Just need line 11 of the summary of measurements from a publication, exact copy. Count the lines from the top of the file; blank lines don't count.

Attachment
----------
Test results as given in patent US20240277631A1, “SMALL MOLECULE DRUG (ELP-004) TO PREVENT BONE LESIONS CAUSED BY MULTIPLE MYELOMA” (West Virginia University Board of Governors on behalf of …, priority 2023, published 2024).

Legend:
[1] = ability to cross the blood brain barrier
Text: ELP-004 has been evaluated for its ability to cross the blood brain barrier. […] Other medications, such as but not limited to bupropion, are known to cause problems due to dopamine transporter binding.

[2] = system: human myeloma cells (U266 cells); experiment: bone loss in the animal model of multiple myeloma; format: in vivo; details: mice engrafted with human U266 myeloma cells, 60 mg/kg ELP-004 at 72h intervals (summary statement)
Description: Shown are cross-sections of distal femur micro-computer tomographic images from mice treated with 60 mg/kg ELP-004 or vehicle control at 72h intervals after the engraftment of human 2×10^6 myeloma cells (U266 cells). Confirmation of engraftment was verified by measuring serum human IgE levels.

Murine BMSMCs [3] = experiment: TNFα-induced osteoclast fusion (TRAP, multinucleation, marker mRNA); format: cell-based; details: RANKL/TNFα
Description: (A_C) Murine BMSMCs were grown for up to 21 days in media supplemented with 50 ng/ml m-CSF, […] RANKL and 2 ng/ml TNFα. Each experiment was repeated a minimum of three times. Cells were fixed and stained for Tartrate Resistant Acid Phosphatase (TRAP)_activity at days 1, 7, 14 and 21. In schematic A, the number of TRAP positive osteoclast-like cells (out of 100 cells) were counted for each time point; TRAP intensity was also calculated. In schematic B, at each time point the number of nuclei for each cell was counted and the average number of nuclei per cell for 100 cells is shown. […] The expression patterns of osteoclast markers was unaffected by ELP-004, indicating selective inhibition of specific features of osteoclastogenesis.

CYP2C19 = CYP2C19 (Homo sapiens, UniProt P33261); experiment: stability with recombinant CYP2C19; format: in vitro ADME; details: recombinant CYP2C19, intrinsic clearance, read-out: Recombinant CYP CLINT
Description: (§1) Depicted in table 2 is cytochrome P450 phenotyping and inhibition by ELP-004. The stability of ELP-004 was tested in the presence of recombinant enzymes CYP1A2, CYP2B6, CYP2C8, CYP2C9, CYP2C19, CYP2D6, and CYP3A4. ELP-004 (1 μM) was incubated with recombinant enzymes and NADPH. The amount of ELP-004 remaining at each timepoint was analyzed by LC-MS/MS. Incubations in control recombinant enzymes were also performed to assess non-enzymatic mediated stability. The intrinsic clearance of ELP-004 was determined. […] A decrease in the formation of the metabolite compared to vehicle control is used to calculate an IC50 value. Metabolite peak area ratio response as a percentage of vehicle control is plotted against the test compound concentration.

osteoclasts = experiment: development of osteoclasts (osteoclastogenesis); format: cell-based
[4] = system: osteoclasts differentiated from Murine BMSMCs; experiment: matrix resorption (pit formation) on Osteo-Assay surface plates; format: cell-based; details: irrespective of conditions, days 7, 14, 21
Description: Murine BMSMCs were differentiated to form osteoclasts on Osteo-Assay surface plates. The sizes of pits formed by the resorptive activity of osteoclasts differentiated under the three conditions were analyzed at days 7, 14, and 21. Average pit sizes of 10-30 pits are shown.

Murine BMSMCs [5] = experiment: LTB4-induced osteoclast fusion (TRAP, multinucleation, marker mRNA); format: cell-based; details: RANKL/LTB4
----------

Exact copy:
osteoclasts = experiment: development of osteoclasts (osteoclastogenesis); format: cell-based